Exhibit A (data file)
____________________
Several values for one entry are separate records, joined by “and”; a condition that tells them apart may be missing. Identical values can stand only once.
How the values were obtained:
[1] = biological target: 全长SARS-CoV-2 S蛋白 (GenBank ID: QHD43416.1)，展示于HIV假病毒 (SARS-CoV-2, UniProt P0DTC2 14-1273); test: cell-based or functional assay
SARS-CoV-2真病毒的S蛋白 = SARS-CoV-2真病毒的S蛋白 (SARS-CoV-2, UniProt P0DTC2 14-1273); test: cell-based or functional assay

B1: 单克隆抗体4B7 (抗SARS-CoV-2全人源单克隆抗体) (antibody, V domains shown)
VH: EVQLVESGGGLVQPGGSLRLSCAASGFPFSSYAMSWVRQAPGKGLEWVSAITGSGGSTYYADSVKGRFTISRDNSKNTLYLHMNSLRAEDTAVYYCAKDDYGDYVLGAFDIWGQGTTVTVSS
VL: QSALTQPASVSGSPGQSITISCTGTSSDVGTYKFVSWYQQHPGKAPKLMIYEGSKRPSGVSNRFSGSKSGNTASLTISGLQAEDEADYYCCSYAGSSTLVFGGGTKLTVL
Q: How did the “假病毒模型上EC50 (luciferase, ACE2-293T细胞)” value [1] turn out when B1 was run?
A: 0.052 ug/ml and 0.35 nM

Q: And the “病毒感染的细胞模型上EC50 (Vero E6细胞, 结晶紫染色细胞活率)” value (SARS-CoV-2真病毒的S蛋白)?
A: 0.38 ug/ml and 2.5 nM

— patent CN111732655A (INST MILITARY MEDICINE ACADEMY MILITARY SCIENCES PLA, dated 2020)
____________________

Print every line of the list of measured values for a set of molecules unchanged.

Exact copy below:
Several values for one entry are separate records, joined by “and”; a condition that tells them apart may be missing. Identical values can stand only once.
How the values were obtained:
[1] = biological target: 全长SARS-CoV-2 S蛋白 (GenBank ID: QHD43416.1)，展示于HIV假病毒 (SARS-CoV-2, UniProt P0DTC2 14-1273); test: cell-based or functional assay
SARS-CoV-2真病毒的S蛋白 = SARS-CoV-2真病毒的S蛋白 (SARS-CoV-2, UniProt P0DTC2 14-1273); test: cell-based or functional assay

B1: 单克隆抗体4B7 (抗SARS-CoV-2全人源单克隆抗体) (antibody, V domains shown)
VH: EVQLVESGGGLVQPGGSLRLSCAASGFPFSSYAMSWVRQAPGKGLEWVSAITGSGGSTYYADSVKGRFTISRDNSKNTLYLHMNSLRAEDTAVYYCAKDDYGDYVLGAFDIWGQGTTVTVSS
VL: QSALTQPASVSGSPGQSITISCTGTSSDVGTYKFVSWYQQHPGKAPKLMIYEGSKRPSGVSNRFSGSKSGNTASLTISGLQAEDEADYYCCSYAGSSTLVFGGGTKLTVL
Q: How did the “假病毒模型上EC50 (luciferase, ACE2-293T细胞)” value [1] turn out when B1 was run?
A: 0.052 ug/ml and 0.35 nM

Q: And the “病毒感染的细胞模型上EC50 (Vero E6细胞, 结晶紫染色细胞活率)” value (SARS-CoV-2真病毒的S蛋白)?
A: 0.38 ug/ml and 2.5 nM

— patent CN111732655A (INST MILITARY MEDICINE ACADEMY MILITARY SCIENCES PLA, dated 2020)